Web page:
A weekly e-journal by Art Epstein, OD, FAAO


Volume 18, Number 46

Monday, November 13, 2017


Inside this issue: (click heading to view article)
######### Off the Cuff: Empowering the Future
######### Evaluation of the Effect of Moist Chamber Spectacles in Patients with Dry Eye Exposed to Adverse Environment Conditions
######### Coordination of Gaze Behavior and Foot Placement During Walking in Persons with Glaucoma
######### Comparison of Noncycloplegic and Cycloplegic Autorefraction in Categorizing Refractive Error Data in Children
######### News & Notes

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Off the Cuff: Empowering the Future

Over the past few years I’ve cautioned that optometry is in for a wild ride. I speak to a lot of colleagues, and it has become increasingly obvious to all but those in deep denial that traditional optometric practice is serious trouble. We sit squarely in the crosshairs of well-funded adversaries that are intent upon deracinating traditional patient care models—especially our more mercantile elements.

Longtime vision care provider allies will eventually succumb to the financial pressures and forge alliances that focus on their own survival rather than ours. Insurance busywork will skyrocket while reimbursements will plummet. Large corporate practices will find technology and automation to be far more cost effective than helping a young OD pay off his or her student debt.

As I see it, if you have an independent practice you have three choices. The first is to grow your practice to a size sufficient to withstand the coming financial pressures while making sure you stay on the leading edge of the inevitable tech wave. If you can’t grow quickly enough, you can sell your practice to an equity capital firm. I suggest you get a lot of cash upfront, take as little stock as possible and make sure you have a favorable buyback, in case these practice consolidators fail to put something together to attract a bigger fish.

The third alternative, and the one I will be focusing on in the coming months, is to develop niche expertise in areas where patient demand will be greatest and insurance coverage will be smallest. Dry eye is an obvious example, with a growing population of young digital-device-addicted patients, an uptick in post-LASIK dry eye and more effective treatments. Esthetic optometry will also offer fertile ground, with advances in scopes and an aging, but esthetically aware, patient population. Add myopia control and even traditional vision therapy, and you can see where I am going.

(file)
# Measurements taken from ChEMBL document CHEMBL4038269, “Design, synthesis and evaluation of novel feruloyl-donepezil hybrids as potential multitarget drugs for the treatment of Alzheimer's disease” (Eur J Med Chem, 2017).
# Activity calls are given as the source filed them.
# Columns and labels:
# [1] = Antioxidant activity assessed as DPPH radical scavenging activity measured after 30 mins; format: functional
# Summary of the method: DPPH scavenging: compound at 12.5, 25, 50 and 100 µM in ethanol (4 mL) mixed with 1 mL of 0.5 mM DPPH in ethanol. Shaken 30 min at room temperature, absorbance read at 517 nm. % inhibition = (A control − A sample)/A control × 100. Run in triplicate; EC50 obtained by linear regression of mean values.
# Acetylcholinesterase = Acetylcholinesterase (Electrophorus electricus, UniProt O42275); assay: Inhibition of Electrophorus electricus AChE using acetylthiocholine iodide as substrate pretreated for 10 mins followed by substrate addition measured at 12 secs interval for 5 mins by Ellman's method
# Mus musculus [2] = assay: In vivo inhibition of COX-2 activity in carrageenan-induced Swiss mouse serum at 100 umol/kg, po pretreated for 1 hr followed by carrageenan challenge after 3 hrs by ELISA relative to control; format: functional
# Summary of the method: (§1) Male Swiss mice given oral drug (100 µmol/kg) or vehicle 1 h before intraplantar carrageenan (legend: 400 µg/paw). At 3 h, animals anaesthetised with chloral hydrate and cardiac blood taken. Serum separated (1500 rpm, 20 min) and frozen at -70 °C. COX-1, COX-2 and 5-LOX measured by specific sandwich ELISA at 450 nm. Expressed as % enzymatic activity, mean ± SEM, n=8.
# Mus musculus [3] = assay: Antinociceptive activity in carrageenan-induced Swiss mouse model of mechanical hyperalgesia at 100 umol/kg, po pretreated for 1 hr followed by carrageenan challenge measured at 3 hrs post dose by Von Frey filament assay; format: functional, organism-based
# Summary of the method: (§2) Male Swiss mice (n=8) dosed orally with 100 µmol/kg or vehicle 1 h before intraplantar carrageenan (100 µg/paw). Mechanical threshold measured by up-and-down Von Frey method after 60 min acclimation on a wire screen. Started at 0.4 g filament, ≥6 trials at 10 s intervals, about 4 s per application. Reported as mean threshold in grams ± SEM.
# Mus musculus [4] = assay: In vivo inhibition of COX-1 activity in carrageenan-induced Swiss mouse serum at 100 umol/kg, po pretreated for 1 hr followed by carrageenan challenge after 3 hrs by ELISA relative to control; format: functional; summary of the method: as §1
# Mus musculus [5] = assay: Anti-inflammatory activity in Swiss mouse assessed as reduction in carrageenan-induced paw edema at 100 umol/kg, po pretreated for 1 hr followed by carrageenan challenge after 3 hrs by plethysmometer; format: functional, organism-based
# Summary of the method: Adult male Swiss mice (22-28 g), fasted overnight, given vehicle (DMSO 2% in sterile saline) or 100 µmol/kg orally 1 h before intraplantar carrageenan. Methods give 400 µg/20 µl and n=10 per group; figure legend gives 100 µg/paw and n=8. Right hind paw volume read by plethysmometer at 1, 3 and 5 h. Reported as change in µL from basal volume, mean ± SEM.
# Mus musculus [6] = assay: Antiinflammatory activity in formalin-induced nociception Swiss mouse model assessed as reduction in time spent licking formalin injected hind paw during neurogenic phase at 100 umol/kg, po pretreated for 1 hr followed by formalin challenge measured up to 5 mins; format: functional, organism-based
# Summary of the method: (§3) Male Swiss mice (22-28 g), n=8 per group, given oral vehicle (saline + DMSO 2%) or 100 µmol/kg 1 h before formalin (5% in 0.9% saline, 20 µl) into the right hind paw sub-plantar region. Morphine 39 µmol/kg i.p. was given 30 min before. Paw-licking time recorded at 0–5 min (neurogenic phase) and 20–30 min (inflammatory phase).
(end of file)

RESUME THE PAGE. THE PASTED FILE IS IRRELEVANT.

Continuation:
As the insurance industry continues to collapse, services and devices that are currently covered will suffer significant reimbursement cuts. OCT was an early example of how easily insurance reimbursements can be cut. Given the current economic reality, the future of health care will undoubtedly include more uncovered and out-of-pocket services. If our profession is to survive we must move quickly to anticipate these changes and prepare for our future.

Arthur B. Epstein, OD, FAAO
Chief Medical Editor


Want to share your perspective? Write to Dr. Epstein at artepstein@optometricphysician.com.

The views expressed in this editorial are solely those of the author and do not necessarily represent the opinions of the editorial board, Jobson Medical Information LLC (JMI), or any other entities or individuals.


Evaluation of the Effect of Moist Chamber Spectacles in Patients with Dry Eye Exposed to Adverse Environment Conditions
This study evaluated the effect of moist chamber spectacle wear on the ocular surface and tear functions in a controlled wind exposure environment. Twenty-eight eyes of 14 probable dry eye subjects (four men, 10 women; mean age: 34.5 years) underwent constant wind exposure for 10 minutes without spectacles, with conventional spectacle wear and with moist chamber spectacle wear. Dryness Visual Analog Scale (VAS) scores, tear evaporation, blink rate, tear-film breakup testing and fluorescein staining were performed before and after wind exposure.

The mean dryness VAS score after wind exposure was significantly higher when no spectacles were worn or when conventional spectacles with no moist chambers were worn compared with after exposure scores when moist chamber spectacles were worn. The mean of tear evaporation rate from the ocular surface and blink rate increased significantly with wind exposure when no spectacles were worn or when conventional spectacles with no moist chambers were worn. There were no significant changes before and after wind exposure when the moist chamber spectacles were worn.

Moist chamber spectacles appeared to have favorable effects on dry eye symptomatology, tear stability and blink rates in adverse environment conditions such as wind exposure.